Forman M.B.,Saint Josephs Translational Research Institute | Sutej P.G.,Arthritis and Rheumatology of Georgia | Jackson E.K.,University of Pittsburgh
Texas Heart Institute Journal | Year: 2011

Elevated catecholamine levels are a well-recognized cause of various types of cardiomyopathy. Causes of catecholamine elevation include tumors, toxins, drugs, emotional stress, and sepsis. Milnacipran is a dual and equipotent inhibitor of norepinephrine and serotonin uptake. It is frequently prescribed as therapy for fibromyalgia, and the drug has a good safety profile. Herein, we report the case of a 42-year-old woman with undefined connective-tissue disease and fibromyalgia who developed a severe and reversible cardiomyopathy while taking recommended doses of milnacipran. The cardiomyopathy was associated with a hyperadrenergic state manifested by tachycardia, hypertension, and elevated plasma catecholamine levels. The discontinuation of milnacipran and the initiation of anti-failure therapy resulted in complete resolution of the cardiomyopathy in 6 months. To our knowledge, this is the first report of milnacipran as a possible cause of catecholamineinduced cardiomyopathy. © 2011 by the Texas Heart ® Institute, Houston. Source

Agency: Department of Health and Human Services | Branch: | Program: STTR | Phase: Phase I | Award Amount: 182.97K | Year: 2011

DESCRIPTION (provided by applicant): Percutaneous coronary intervention (PCI) is the most frequently employed strategy to revascularize atherosclerotic stenosis of native coronary arteries and saphenous vein grafts. Tissue perfusion is frequently impairedfollowing PCI, particularly in patients with ST segment elevation myocardial infarction (STEMI). This results in the no-reflow phenomenon which is an important predictor of mortality. Adenosine is an endogenous nucleoside that attenuates many of the mechanisms responsible for the no-reflow phenomenon. Experimental and clinical studies have confirmed adenosine's efficacy in enhancing myocardial salvage and improving microvascular blood flow. Adensoine's full therapeutic potential is compromised due to its ultra short half life requiring large doses to obtain adequate blood levels at the target organ. Since the guidewire is the first PCI device that perturbs the vascular bed, we have developed the concept of elution of adenosine continuously via an adenosine-polymer-coated guidewire. We have developed a number of unique physiologic polymers in which adenosine can be covalently incorporated and placed on a guidewire. We tested out first generation polymers (LDI-glycerol and LDI-adenosine) in a small animal model and verified that it resulted in a substantial increase in blood flow. However in a large animal model the kinetic profile was too rapid for a typical interventional procedure (~45 mins). We have subsequently developed two new polymers, LDI- cysteineand LDI-PEG. Prior to initiating large animal studies in a Phase 2 study it is imperative we optimize the polymer structure, guidewire-coating methodology and kinetic release profile. We therefore propose the following studies with the new polymers to identify an ideal product. First we will develop and characterize the structure of the polymers and permutations thereof and evaluate numerous coating methodologies to optimize release kinetic profile. Second we will evaluate adenosine elution utilizing a temperature controlled recirculating water bath system and measure adenosine release serially with HPLC. Third we will determine if the selected polymer is safe for clinical use by employing NAMSA- based screening tests for cytotoxicity, pyrogenicity, hemolysis, and sensitization. Finally we will evaluate the stability and durability of the polymer with glass transition temperature experiments and by passing coated wires through simulated lesions. If the anti-no-reflow wire is shown to be effective in improving outcomes after interventional procedures it will represent a major advance in the treatment of patients with coronary artery disease undergoing PCI. This will have important societal benefits due to the large number of interventional procedures performed in the US each year for coronary artery disease. PUBLIC HEALTH RELEVANCE: The improved outcomes that may potentially occur with the device would have important societal benefits due to the large number of interventional procedures performed inthe US each year for atherosclerotic disease.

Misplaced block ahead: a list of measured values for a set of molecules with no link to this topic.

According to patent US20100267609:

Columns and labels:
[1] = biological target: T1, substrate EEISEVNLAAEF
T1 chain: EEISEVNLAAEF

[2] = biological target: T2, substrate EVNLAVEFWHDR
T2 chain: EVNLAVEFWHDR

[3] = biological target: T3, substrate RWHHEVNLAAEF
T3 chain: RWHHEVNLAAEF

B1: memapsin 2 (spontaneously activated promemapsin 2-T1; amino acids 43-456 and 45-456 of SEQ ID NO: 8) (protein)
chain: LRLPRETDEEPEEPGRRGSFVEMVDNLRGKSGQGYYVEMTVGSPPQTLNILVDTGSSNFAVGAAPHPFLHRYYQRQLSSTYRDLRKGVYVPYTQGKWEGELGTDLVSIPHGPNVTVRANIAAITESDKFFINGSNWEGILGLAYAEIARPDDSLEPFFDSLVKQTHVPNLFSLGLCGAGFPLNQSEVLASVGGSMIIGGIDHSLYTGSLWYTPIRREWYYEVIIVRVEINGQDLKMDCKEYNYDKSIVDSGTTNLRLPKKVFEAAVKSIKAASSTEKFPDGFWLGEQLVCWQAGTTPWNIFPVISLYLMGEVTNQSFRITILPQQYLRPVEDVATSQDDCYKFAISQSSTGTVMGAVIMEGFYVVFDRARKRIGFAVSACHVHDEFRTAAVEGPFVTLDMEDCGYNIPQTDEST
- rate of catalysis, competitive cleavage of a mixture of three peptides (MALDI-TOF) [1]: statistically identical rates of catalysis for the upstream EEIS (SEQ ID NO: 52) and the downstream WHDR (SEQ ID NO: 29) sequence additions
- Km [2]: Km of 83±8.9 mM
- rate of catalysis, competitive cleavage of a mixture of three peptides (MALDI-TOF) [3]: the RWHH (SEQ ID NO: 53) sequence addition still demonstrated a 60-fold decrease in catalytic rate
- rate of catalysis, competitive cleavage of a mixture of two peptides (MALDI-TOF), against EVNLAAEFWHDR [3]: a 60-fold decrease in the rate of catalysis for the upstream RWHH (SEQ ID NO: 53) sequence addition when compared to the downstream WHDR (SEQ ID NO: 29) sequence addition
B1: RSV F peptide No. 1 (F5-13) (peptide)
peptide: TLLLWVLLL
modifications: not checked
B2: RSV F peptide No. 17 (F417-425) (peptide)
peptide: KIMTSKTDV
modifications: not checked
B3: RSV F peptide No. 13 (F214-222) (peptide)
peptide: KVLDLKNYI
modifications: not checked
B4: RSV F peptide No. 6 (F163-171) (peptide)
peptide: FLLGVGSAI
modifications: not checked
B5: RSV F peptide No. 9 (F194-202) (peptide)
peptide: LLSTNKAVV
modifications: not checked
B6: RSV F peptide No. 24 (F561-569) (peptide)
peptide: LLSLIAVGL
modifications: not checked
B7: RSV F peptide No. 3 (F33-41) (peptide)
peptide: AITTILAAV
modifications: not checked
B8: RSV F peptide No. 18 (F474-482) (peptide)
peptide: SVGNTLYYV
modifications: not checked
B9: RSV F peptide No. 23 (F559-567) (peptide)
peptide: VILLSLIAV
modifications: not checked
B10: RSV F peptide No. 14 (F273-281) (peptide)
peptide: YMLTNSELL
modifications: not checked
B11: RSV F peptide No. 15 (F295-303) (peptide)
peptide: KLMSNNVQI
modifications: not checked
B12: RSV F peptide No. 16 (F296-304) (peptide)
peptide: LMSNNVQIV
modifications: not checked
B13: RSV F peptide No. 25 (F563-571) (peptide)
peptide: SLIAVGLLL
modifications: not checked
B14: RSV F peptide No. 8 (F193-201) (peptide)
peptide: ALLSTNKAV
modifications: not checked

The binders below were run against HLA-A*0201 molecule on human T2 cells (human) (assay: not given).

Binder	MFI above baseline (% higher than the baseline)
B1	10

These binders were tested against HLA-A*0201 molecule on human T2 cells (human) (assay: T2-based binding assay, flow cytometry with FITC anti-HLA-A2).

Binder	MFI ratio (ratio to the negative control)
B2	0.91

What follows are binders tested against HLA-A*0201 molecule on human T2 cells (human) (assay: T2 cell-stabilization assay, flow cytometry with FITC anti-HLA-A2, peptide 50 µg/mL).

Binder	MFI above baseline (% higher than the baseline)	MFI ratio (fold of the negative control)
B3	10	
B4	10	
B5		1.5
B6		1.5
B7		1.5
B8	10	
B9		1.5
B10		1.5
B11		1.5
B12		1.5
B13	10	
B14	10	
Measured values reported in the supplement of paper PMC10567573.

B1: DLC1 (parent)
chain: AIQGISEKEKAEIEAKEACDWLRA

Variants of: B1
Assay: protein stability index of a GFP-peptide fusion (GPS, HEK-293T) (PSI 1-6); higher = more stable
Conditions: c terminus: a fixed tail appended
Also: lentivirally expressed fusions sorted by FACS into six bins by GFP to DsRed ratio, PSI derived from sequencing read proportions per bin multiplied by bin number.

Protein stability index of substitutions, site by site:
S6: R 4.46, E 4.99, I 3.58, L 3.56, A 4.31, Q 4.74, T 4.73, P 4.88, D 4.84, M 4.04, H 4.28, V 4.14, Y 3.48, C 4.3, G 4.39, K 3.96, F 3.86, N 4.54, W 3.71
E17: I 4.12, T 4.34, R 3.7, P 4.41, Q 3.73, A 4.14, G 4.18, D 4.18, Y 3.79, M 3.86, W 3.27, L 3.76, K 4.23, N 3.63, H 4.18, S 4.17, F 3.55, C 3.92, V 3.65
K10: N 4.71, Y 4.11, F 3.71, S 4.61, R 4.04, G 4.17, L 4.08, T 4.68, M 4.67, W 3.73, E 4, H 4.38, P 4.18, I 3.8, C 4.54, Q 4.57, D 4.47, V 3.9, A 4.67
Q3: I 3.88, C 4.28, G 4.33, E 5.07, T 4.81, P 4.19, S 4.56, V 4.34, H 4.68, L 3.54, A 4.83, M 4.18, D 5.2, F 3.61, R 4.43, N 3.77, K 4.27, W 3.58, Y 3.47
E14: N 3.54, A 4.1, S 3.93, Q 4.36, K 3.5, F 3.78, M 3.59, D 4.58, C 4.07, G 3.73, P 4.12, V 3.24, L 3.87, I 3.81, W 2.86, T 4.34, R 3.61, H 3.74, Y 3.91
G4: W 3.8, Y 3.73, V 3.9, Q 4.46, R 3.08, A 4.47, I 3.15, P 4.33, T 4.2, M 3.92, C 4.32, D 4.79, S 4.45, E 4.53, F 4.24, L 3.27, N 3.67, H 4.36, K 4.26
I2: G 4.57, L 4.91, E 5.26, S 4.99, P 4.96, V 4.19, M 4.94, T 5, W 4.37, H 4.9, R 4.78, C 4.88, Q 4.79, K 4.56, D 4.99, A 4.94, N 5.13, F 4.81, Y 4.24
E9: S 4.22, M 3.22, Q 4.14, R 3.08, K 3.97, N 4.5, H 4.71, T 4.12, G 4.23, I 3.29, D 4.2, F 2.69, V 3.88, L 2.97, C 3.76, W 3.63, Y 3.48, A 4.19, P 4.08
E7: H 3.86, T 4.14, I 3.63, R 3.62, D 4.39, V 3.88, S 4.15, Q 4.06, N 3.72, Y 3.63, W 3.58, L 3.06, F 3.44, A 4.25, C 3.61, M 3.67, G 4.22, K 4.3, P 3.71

Saint Josephs Translational Research Institute | Date: 2011-04-19

The present invention provides an access device for surgery. The access device includes a guide member and a head member. The guide member and head member define a channel configured to receive and guide a sterile flexible scope with a working channel. The guide member and head member cooperate to extend through a small opening of 2 cm or less to access tissue structures. The head member may include surfaces to separate a pericardium from a surface of the heart, stabilize a beating heart and, with the endoscope, provide visibility for the implantation of a therapeutic such as stem cells to the surface of the heart with improved safety and accuracy. Ranges of other diagnostic, application of therapeutics or biologics, and observational applications may be facilitated by the access device, such as TMR, ablation, echo-probe diagnostics, LAA isolation, observation of the same procedures, etc.